October 1, 2004
Last Thoughts on Debate #1
All right, now that I’ve been saturated in the radioactive glow of post-debate media analysis, a few more thoughts.
Also, do catch Tim’s comment on last night’s post, where he makes the point that Kerry actually got much better as the night went on, and Bush got worse. And other points of salty goodness.
Looking over the transcript of last night’s tête-à-tête lets me actually speak to the substance of what the two men said. It also confirmed a lot of what I thought the first time I was watching, while the rhetoric was flying by (or, in our President’s case, kind of lurching and shuffling by despondently).
Kerry has clearly been coached. Up the wazoo. According to some reports I’ve heard, the coaches used buzzers. I mean, dang. It came across, both in the fact that he did a great job, and in the fact that there are words he was obviously not allowed to say (see “lie,” “Vietnam,” below):
KERRY: First of all, he made the misjudgment of saying to America that he was going to build a true alliance, that he would exhaust the remedies of the United Nations and go through the inspections.
In fact, he first didn’t even want to do that. And it wasn’t until former Secretary of State Jim Baker and General Scowcroft and others pushed publicly and said you’ve got to go to the U.N., that the president finally changed his mind — his campaign has a word for that — and went to the United Nations.
He sho’ NUFF wasn’t allowed to say “flip-flop.”
But whatever circumlocutions he and his coaches devised to get around using those words, they worked. He got his message across.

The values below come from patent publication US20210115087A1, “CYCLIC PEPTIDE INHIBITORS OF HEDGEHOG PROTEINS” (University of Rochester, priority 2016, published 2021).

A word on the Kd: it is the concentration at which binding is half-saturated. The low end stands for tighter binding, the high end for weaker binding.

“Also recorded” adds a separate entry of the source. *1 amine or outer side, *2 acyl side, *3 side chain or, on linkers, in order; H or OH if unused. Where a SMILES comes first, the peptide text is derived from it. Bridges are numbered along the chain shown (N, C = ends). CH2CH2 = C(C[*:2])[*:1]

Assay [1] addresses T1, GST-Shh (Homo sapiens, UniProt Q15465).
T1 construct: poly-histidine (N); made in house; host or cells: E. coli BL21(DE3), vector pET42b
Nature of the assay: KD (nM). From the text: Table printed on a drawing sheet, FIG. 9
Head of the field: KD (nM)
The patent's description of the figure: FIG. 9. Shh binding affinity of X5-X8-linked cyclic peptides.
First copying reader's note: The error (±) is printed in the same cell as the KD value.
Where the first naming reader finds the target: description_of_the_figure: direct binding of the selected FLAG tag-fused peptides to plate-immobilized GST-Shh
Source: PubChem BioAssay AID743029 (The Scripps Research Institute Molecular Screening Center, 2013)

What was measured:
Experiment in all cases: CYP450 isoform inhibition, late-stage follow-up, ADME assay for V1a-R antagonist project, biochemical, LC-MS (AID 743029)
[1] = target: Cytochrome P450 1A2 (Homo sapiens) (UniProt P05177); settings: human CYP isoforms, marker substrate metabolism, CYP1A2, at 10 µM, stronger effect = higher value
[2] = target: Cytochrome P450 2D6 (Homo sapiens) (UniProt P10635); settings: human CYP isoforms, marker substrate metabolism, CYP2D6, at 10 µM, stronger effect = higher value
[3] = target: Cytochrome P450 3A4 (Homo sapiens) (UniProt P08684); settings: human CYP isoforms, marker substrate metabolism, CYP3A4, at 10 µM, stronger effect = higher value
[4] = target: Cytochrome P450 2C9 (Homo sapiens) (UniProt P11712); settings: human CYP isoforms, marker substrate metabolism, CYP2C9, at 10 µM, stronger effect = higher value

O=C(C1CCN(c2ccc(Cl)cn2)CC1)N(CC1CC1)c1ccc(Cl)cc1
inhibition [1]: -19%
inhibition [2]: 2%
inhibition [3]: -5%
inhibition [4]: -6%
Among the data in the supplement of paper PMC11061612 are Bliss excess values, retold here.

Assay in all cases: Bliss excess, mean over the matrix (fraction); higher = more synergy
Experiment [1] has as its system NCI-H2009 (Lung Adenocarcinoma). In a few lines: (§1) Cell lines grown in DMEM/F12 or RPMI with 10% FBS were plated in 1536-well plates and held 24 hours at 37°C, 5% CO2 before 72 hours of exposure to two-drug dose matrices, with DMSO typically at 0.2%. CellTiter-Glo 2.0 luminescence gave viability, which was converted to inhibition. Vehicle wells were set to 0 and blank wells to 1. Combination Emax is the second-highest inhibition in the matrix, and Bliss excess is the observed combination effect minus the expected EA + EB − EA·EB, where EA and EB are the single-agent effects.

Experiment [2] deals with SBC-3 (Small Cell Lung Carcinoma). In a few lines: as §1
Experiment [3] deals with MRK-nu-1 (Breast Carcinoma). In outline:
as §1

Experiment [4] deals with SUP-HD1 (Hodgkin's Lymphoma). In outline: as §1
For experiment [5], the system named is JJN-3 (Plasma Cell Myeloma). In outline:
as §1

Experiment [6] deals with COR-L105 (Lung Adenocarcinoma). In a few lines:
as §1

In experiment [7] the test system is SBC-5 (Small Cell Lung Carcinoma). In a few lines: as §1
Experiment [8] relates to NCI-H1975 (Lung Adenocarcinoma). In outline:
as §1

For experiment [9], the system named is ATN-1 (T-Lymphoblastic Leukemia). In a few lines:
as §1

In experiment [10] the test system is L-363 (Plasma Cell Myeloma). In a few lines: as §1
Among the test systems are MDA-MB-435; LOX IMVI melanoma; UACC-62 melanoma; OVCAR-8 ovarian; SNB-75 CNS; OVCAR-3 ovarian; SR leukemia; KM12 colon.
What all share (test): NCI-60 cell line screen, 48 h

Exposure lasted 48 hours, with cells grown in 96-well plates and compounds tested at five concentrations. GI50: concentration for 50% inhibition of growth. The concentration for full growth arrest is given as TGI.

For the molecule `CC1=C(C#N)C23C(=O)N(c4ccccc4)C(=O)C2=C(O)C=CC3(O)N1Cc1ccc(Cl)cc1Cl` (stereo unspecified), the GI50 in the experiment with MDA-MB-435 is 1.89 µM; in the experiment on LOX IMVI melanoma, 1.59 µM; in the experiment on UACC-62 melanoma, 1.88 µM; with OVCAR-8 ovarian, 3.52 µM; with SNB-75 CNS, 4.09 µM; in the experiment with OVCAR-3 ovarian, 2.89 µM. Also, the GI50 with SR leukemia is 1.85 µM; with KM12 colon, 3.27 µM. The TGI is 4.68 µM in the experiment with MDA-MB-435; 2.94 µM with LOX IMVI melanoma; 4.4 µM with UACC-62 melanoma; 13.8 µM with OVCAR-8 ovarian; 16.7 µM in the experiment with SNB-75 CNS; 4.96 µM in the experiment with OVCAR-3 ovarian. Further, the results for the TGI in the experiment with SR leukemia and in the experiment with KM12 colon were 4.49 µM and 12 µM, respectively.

As for Bush, I have to return again to what it seems was the crux of his offensive last night — No one who criticizes my mistakes is fit to fix them.
There’s just no logic in that formulation, no matter how you look at it. I mean, he’s saying, in effect, The only one that can get us out of this mess is the one that got us into it. That is insane.
Then this, another criticism of Kerry along the same lines: “I don’t think we want to get to how he’s going to pay for all these promises. It’s like a huge tax gap. Anyway, that’s for another debate.” In short, we can’t pay for homeland security investments because we don’t have the money. Who spent all that money? Who tax-cutted it away?
Even after 12 hours, my mind can’t begin to wrap itself around this logic. Bush admits, several times, that our strategies aren’t working, that we’re out of room in the budget (and the deficit). Out of one side of his mouth, he says that we’ve got a strong coalition of countries helping in Iraq. Out of the other, he says it’s impossible to amass a strong coalition of countries, especially if you’re sending “mixed messages.”
If the foreign policy debate was supposed to be President Bush’s strongest, I really, really don’t want to see the domestic policy debates. Especially if Senator Kerry’s staff has the good sense to reproduce some of the promises of 2000, back when phrases like “budget surplus” were still around, and ones like “nation-building” were strictly out of vogue.